This Day in Music
 
January 17th: On this Day
1963, The Beatles played at The Cavern Club at lunchtime and in the evening played at the Majestic Ballroom, Birkenhead. At the Majestic, every ticket had been sold in advance, leaving 500 disappointed fans waiting outside.
1964, The Rolling Stones released their first EP, which included, ‘You Better Move On’, ‘Poison Ivy’, ‘Bye Bye Johnny’ and ‘Money’. It peaked at No.15 on the UK chart.
1966, NBC-TV in the US bought The Monkees series, placing it on their 1966 autumn schedule. The series centered on the adventures of The Monkees, a struggling rock band from Los Angeles, California and introduced a number of innovative new-wave film techniques to television.
1967, The Daily Mail ran the story about a local council survey finding 4,000 holes in the road in Lancashire inspiring John Lennon's contribution to The Beatles song 'A Day In The Life'.
1967, The Jimi Hendrix Experience recorded a session for Radio Luxembourg's Ready Steady Radio. The band ran up a bar bill of £2.5 shillings, ($6.21), which they were unable to pay.
1967, 40-year-old David Mason recorded the piccolo trumpet solo for The Beatle's 'Penny Lane' at Abbey Road Studios in London. He was paid £27, 10 shillings ($42) for his performance. In August, 1987, the trumpet he used was sold at a Sotheby's auction for $10,846.
1970, American rhythm and blues singer and pianist Billy Stewart and three of his band were killed when the Ford Thunderbird that Stewart was driving crashed off a bridge and plunged into the Neuse River near Smithfield, North Carolina. Stewart had the 1966 US No.10 single with his version of the George Gershwin song 'Summertime'.
1970, The Doors played the first of four shows at the Felt Forum in New York City. The shows were recorded for the bands forthcoming 'Absolutely Live' album.
1972, A section of Bellevue Boulevard in Memphis was renamed Elvis Presley Boulevard. The remaining length of road kept its original name after protests from the Bellevue Baptist Church.
1976, Barry Manilow scored his second US No.1 single with 'I Write The Songs', which was written by The Beach Boys Bruce Johnson.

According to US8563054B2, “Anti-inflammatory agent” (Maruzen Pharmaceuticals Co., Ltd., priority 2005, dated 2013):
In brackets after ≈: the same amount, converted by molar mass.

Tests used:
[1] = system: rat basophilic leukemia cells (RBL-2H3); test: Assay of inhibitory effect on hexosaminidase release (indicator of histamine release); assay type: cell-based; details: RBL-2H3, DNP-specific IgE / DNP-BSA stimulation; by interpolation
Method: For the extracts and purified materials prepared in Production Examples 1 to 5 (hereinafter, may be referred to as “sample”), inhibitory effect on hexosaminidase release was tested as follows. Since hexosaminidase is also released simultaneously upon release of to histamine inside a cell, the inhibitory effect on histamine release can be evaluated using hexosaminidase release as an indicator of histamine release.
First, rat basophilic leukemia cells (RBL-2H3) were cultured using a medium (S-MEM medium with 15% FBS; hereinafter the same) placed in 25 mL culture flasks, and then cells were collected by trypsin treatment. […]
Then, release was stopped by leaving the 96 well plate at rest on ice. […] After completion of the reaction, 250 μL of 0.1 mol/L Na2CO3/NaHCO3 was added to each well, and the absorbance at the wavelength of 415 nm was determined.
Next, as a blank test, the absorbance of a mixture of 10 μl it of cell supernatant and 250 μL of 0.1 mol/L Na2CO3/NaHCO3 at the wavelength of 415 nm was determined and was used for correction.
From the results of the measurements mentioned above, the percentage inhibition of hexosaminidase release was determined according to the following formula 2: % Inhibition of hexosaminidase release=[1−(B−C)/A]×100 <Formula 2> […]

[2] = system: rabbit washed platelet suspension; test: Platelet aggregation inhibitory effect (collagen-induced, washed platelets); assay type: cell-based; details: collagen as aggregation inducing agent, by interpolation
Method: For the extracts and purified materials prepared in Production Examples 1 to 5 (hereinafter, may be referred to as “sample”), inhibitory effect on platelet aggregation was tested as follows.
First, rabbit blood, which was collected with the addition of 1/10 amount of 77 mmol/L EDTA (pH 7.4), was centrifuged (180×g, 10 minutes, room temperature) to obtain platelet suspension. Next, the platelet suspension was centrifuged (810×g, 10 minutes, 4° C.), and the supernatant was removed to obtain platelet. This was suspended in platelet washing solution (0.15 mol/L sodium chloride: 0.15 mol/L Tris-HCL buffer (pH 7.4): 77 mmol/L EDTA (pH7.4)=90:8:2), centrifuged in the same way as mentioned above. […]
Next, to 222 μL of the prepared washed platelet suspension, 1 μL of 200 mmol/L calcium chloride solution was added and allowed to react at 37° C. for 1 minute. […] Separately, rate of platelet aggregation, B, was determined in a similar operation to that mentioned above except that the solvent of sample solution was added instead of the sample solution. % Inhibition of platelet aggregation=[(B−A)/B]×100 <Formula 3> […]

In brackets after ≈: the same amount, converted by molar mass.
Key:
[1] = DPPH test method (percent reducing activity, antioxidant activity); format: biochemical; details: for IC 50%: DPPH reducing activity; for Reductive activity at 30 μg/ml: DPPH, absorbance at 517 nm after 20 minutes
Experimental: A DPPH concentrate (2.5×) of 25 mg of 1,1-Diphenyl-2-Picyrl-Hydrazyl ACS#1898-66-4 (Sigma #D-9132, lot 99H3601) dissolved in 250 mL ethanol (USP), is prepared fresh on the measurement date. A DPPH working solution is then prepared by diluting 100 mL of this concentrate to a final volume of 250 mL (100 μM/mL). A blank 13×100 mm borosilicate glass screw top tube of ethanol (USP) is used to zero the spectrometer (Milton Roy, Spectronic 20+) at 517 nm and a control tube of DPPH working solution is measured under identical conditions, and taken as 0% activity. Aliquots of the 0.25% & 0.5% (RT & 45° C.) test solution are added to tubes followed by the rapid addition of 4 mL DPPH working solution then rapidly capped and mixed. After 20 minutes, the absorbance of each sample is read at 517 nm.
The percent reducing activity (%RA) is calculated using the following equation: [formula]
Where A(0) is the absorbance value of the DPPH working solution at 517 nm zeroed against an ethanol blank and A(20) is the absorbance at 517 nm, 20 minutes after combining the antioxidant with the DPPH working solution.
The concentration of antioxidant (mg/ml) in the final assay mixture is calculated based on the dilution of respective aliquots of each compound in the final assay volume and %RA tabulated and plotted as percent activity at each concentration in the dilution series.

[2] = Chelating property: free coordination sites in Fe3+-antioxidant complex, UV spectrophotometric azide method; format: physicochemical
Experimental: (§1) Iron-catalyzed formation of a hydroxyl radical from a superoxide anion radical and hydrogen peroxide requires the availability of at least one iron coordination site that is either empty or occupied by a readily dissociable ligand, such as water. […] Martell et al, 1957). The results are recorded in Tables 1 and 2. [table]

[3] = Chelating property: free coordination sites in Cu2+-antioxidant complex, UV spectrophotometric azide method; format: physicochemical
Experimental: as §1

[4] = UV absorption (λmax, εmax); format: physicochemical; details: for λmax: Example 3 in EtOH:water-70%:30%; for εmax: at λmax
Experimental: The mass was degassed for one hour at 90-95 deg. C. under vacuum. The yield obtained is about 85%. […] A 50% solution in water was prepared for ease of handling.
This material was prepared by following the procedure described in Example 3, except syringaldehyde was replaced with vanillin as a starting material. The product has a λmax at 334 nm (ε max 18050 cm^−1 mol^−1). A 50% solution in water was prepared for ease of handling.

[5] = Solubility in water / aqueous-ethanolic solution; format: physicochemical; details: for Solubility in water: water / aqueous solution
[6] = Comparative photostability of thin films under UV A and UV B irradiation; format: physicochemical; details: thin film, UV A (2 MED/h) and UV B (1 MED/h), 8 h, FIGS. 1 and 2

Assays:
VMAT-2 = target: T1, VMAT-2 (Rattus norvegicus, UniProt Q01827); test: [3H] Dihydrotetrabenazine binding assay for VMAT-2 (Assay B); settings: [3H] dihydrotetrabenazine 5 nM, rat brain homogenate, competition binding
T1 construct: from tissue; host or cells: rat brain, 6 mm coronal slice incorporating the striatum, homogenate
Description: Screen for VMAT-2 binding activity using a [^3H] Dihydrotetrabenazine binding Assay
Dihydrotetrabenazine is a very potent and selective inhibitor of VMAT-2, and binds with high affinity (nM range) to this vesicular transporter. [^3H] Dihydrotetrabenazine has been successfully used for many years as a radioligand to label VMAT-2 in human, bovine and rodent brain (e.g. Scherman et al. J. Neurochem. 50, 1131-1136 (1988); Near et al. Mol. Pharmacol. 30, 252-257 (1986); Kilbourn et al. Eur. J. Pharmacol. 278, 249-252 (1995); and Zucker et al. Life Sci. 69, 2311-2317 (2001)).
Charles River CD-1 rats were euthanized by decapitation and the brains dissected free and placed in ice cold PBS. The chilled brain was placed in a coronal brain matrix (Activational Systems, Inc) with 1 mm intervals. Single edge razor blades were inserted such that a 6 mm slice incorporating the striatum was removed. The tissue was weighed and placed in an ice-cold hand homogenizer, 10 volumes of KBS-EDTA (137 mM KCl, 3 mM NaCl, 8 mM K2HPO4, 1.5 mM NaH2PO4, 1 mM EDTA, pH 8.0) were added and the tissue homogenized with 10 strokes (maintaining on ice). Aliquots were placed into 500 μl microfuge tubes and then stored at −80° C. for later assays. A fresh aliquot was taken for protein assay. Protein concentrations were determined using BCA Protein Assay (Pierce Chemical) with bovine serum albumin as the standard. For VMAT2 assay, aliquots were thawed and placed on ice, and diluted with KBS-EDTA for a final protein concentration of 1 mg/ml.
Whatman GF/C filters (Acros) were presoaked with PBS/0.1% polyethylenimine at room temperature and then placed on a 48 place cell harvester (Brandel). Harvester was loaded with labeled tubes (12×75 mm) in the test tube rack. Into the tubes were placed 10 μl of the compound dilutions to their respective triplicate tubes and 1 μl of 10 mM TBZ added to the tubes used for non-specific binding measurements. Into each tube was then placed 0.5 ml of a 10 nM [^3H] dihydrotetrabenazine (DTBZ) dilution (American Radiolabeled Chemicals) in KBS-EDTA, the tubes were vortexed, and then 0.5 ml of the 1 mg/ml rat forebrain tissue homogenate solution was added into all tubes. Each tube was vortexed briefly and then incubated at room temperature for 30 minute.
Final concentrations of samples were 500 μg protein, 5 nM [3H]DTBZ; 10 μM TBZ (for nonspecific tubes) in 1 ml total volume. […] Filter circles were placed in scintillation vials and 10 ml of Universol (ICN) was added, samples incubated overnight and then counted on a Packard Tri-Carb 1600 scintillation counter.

1981, Motley Crue formed when bass guitarist Nikki Sixx left the band London and began rehearsing with drummer Tommy Lee and vocalist, guitarist Greg Leon, (who later left). Sixx and Lee then added guitarist Bob "Mick Mars" Deal. Vince Neil accepted an offer to join (after turning them down) in April of this year.
1982, American blues singer-songwriter and pianist Tommy Tucker died, aged 48, after being overcome by poisonous fumes while he was renovating the floors of his New York City home. Tucker wrote the 1964 US No.11 hit 'Hi Heel Sneakers'. Tucker left the music industry in the late 1960s, taking a position as a real estate agent in New Jersey.
1987, Kate Bush started a two-week run at No.1 on the UK album chart with 'The Whole Story'. The compilation album was Bush's third UK number one album as well as her best selling release.
1996, David Bowie Tom Donahue, The Jefferson Airplane, Gladys Knight And The Pips, Little Willie John, Pink Floyd, Pete Seeger, The Shirelles and The Velvet Underground were all inducted into the Rock and Roll Hall of Fame.
1998, All Saints scored their first UK No.1 single with 'Never Ever'. The track spent a total of twenty-four weeks on the UK chart and was the first of five No.1 singles for the London based girl group.
2003, A long-lost recording featuring John Lennon and Mick Jagger was set to spark a biding war at a London auction. The acetate record was recorded in 1974 with Jagger singing the blues song 'Too Many Cooks' and Lennon playing guitar. The track had never been released because the two artists were both signed to different record companies.
2003, Singer Lou Rawls was arrested at Albuquerque Airport, New Mexico after an incident with his companion, Nina Inman. Officers reported that she and Rawls had been talking about their relationship when the conversation escalated into a shoving match resulting in Rawls being booked on one count of battery on a household member.
2011, American music publisher, talent manager, and songwriter Don Kirshner who helped launch the careers of Neil Diamond, Bobby Darin, Carole King, Neil Sedaka, The Monkees, The Archies and Kansas, died of heart failure at the age of 76. Kirshner was hired by the producers of the Monkees to provide hit-worthy songs to accompany the television program and also served as a music consultant for almost two dozen TV series between 1966 and 1977.
2014, Madonna apologised for using a racial slur to refer to her son on an Instagram post, after she uploaded a snapshot of 13-year-old Rocco Ritchie boxing with the offensive epithet used in a hashtag accompanying the photo. Madonna's comment was swiftly deleted from her Instagram account after some of her 1.1 million followers berated her for using the hashtag "#disnigga"
2016, English drummer Dale Griffin died aged 67. He was a founder member of Mott the Hoople best known for classic tracks 'Roll Away The Stone' and 'All The Young Dudes'. The band who made eight albums during their five-and-a-half year existence, reformed to mark their 40th anniversary in 2009 - but Griffin was too ill to take part. Griffin also produced numerous BBC Radio 1 John Peel sessions from 1981 to 1994 including the first professional recording session for Pulp in 1981.
2016, American brass player Mic Gillette died of a heart attack. A child prodigy, Gillette picked up the trumpet and was reading music by age four. He was a member of soul band Tower of Power.


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